The good news for Illinois is that the added revenue will significantly reduce the odds of state default… at least in the near term. Based on the interest premium paid on its debt, the Prairie State has been rated as one of the sovereign entities with the highest probability of default, just behind Portugal, Ukraine and Dubai. Those fears should ease for a while.
What Illinois residents won’t see is much spending discipline. According to the Public News Service, the tax bill also limits spending growth to two percent, roughly in line with inflation. In other words, Illinois’ idea of budget discipline is to stop spending more, not to actually spend less. The bill also authorizes nearly $4 billion in new debt to fund the state’s pension payment this year, even though public employee pensions have $78 billion in liabilities as it is. It is not clear from any of the first-day news stories about the tax hike how the legislature and/or Gov. Pat Quinn hope to close the rest of the budget gap.
The threat of insolvency had thrown a pall over the state’s business climate as businesses awaited the inevitable tax hit. Now that fear has become a reality. Democrats maintain that the economy will absorb the higher personal and corporate levies in stride. According to the conservative Tax Foundation, Illinois’ state/local tax burden actually was slightly lower than the national average. But the new tax hikes will push it way up the list.
Business taxes aside, Illinois already has a reputation as an inhospitable place to do business. Last year Illinois ranked 6th worst in Chief Executive magazine’s annual ranking of the best and worst states for business. The jump in corporate income tax rates to 9.5% — which will become the fourth highest in the country (assuming Minnesota, Pennsylvania and Washington, D.C., don’t raise theirs in the meantime) — will assuredly bump the state deeper into the business-climate basement. Governors of neighboring states have already started trash talking Illinois with plans to recruit its businesses investment. In a word, the tax hike undermines any hope that strong economic growth will deliver the state from its fiscal woes.Businesses won’t be the only ones heading for greener pastures. According to the Illinois Policy Institute, the state experienced a net outmigration to other states between 1991 and 2009 of more than 1.2 million residents. The talent drain resulted in a net loss of roughly $23.5 billion a year in income over a roughly comparable period, which would have generated an additional $2.4 billion a year in state and local revenue. For purposes of comparison, the state General Fund budget in fiscal 2011 was about $25 billion.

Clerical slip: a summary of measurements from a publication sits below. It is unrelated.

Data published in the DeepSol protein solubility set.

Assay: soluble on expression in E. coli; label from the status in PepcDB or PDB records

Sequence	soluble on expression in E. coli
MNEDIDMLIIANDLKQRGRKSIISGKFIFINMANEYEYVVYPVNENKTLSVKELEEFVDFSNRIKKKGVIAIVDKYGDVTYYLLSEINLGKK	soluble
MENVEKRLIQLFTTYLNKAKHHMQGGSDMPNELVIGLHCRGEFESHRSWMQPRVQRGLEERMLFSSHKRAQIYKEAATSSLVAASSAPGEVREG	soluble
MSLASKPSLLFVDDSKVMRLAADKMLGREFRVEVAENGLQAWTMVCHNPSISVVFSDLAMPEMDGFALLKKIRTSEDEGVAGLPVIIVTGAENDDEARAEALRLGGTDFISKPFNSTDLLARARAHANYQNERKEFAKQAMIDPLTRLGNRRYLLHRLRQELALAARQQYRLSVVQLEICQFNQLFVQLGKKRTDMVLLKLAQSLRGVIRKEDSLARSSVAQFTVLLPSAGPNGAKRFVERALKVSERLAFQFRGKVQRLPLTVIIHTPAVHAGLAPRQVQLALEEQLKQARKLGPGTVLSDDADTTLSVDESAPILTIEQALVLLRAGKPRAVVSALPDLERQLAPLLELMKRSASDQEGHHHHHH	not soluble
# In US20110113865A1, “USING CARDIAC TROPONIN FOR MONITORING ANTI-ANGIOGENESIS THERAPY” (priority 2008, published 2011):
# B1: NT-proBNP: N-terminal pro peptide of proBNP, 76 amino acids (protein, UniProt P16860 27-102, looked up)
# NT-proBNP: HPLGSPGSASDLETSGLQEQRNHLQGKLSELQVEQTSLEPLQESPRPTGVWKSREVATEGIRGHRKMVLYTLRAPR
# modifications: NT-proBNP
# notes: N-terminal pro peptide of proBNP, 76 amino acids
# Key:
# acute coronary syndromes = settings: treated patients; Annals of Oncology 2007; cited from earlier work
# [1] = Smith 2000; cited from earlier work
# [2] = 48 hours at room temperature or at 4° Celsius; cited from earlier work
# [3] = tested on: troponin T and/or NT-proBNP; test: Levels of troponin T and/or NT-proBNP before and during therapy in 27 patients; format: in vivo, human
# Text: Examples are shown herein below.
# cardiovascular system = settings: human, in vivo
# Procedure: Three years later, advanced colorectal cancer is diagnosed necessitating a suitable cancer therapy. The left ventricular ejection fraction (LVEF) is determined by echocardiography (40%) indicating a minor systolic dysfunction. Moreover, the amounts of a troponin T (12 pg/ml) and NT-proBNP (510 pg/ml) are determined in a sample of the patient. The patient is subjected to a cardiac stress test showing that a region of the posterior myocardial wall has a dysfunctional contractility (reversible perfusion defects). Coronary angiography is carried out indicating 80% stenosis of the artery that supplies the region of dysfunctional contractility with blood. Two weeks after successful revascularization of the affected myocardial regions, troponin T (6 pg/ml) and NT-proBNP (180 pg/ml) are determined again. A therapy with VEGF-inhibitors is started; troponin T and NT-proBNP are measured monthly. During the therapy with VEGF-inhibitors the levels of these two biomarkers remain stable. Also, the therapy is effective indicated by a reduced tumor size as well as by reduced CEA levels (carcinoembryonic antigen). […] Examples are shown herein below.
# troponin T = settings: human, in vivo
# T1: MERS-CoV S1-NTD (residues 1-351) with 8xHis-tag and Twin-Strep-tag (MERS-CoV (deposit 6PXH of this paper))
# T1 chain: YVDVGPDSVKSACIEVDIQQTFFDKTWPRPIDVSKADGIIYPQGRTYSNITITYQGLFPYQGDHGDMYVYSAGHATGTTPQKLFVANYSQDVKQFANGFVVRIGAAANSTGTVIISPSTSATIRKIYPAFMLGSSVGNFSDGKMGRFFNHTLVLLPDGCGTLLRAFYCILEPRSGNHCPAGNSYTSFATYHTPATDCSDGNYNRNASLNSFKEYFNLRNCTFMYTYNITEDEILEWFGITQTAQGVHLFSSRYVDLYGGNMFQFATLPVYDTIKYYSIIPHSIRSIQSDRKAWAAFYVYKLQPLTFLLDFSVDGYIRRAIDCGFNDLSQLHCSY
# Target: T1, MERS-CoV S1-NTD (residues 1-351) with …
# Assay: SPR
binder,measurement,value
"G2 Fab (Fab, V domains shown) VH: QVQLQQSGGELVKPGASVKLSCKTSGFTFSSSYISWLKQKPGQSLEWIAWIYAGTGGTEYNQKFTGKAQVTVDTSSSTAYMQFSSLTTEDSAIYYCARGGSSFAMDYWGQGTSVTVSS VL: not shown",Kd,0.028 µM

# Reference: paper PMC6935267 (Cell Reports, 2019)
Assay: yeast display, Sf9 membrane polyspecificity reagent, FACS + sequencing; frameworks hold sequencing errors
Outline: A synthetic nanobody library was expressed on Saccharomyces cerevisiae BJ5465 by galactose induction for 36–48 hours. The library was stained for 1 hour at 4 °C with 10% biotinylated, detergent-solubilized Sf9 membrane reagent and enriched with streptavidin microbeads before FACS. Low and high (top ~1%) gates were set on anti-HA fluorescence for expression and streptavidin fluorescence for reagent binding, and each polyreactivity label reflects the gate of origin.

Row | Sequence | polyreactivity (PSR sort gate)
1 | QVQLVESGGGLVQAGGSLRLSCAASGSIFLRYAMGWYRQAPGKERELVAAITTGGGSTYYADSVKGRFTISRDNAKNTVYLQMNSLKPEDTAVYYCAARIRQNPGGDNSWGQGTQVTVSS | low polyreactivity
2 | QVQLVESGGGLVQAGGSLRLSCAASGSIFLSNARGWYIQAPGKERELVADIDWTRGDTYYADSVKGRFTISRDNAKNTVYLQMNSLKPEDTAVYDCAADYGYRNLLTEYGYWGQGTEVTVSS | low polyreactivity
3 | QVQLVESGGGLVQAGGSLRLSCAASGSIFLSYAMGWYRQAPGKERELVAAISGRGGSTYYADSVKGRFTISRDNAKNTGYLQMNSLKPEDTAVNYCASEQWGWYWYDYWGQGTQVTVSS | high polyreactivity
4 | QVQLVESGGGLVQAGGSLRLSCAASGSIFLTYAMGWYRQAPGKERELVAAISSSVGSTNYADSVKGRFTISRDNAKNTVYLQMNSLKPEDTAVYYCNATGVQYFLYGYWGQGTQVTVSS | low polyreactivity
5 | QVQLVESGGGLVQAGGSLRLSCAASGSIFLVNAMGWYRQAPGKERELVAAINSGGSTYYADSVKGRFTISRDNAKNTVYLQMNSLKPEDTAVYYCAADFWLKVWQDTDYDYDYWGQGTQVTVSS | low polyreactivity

If Illinois residents were streaming out of the state when the personal income tax was a moderate 3%, jacking up the rate to 5% — roughly $1,000 per year more for a family for a middle-income family — will only accelerate the flight. Supposedly, the tax hike is temporary, lasting only four years. But how many people have any confidence that Illinois’ financial problems won’t continue and the rates won’t be made permanent?
Illinois’ past sins have created a situation where it has few viable options. Given the enormity of its budget gap and unfunded liabilities, it’s hard to see how the legislature can close the budget gap without higher taxes. State government has been living way beyond its means for years.
Unfortunately, the political culture of the state seems little inclined to make serious spending cuts. The questions that many Illinois residents, and outside investors, will be asking are these: Will Springfield’s political class start spending again as soon as the fiscal pressure is off? Is another fiscal crisis inevitable? Will some future governor be proposing another giant tax increase before the decade is out?
Disclosure: I have no positions in any stocks mentioned, and no plans to initiate any positions within the next 72 hours.